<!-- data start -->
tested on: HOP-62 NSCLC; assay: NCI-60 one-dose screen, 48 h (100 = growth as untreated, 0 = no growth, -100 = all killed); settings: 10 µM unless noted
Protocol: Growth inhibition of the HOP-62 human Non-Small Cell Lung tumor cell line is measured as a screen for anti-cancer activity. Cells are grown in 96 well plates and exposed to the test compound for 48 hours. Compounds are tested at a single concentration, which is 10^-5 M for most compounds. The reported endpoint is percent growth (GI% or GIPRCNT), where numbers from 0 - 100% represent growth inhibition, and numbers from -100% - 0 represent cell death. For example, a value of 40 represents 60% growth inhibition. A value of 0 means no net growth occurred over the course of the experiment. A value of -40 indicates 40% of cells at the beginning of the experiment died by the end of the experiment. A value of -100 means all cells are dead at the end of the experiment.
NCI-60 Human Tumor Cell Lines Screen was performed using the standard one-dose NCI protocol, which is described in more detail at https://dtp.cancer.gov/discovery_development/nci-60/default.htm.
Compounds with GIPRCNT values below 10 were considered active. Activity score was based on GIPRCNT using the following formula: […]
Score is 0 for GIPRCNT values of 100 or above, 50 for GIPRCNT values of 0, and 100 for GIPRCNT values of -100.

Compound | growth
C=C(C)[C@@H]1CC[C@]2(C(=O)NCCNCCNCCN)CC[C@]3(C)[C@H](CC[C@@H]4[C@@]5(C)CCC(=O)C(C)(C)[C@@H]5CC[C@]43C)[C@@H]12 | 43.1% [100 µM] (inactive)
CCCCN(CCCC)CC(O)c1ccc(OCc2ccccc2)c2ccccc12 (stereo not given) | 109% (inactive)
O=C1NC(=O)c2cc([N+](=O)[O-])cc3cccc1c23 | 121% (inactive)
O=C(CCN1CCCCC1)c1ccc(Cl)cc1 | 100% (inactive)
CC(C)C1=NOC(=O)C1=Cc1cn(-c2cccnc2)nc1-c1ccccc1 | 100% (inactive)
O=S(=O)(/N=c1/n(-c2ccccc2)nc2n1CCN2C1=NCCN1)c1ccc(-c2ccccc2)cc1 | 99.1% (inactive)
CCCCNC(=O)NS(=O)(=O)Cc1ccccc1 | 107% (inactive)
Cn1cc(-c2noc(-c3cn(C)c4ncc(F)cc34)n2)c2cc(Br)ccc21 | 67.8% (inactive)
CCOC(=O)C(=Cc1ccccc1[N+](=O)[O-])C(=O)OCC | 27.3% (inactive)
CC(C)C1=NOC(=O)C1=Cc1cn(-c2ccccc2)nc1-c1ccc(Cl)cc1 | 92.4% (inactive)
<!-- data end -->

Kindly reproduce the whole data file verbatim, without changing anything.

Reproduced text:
tested on: HOP-62 NSCLC; assay: NCI-60 one-dose screen, 48 h (100 = growth as untreated, 0 = no growth, -100 = all killed); settings: 10 µM unless noted
Protocol: Growth inhibition of the HOP-62 human Non-Small Cell Lung tumor cell line is measured as a screen for anti-cancer activity. Cells are grown in 96 well plates and exposed to the test compound for 48 hours. Compounds are tested at a single concentration, which is 10^-5 M for most compounds. The reported endpoint is percent growth (GI% or GIPRCNT), where numbers from 0 - 100% represent growth inhibition, and numbers from -100% - 0 represent cell death. For example, a value of 40 represents 60% growth inhibition. A value of 0 means no net growth occurred over the course of the experiment. A value of -40 indicates 40% of cells at the beginning of the experiment died by the end of the experiment. A value of -100 means all cells are dead at the end of the experiment.
NCI-60 Human Tumor Cell Lines Screen was performed using the standard one-dose NCI protocol, which is described in more detail at https://dtp.cancer.gov/discovery_development/nci-60/default.htm.
Compounds with GIPRCNT values below 10 were considered active. Activity score was based on GIPRCNT using the following formula: […]
Score is 0 for GIPRCNT values of 100 or above, 50 for GIPRCNT values of 0, and 100 for GIPRCNT values of -100.

Compound | growth
C=C(C)[C@@H]1CC[C@]2(C(=O)NCCNCCNCCN)CC[C@]3(C)[C@H](CC[C@@H]4[C@@]5(C)CCC(=O)C(C)(C)[C@@H]5CC[C@]43C)[C@@H]12 | 43.1% [100 µM] (inactive)
CCCCN(CCCC)CC(O)c1ccc(OCc2ccccc2)c2ccccc12 (stereo not given) | 109% (inactive)
O=C1NC(=O)c2cc([N+](=O)[O-])cc3cccc1c23 | 121% (inactive)
O=C(CCN1CCCCC1)c1ccc(Cl)cc1 | 100% (inactive)
CC(C)C1=NOC(=O)C1=Cc1cn(-c2cccnc2)nc1-c1ccccc1 | 100% (inactive)
O=S(=O)(/N=c1/n(-c2ccccc2)nc2n1CCN2C1=NCCN1)c1ccc(-c2ccccc2)cc1 | 99.1% (inactive)
CCCCNC(=O)NS(=O)(=O)Cc1ccccc1 | 107% (inactive)
Cn1cc(-c2noc(-c3cn(C)c4ncc(F)cc34)n2)c2cc(Br)ccc21 | 67.8% (inactive)
CCOC(=O)C(=Cc1ccccc1[N+](=O)[O-])C(=O)OCC | 27.3% (inactive)
CC(C)C1=NOC(=O)C1=Cc1cn(-c2ccccc2)nc1-c1ccc(Cl)cc1 | 92.4% (inactive)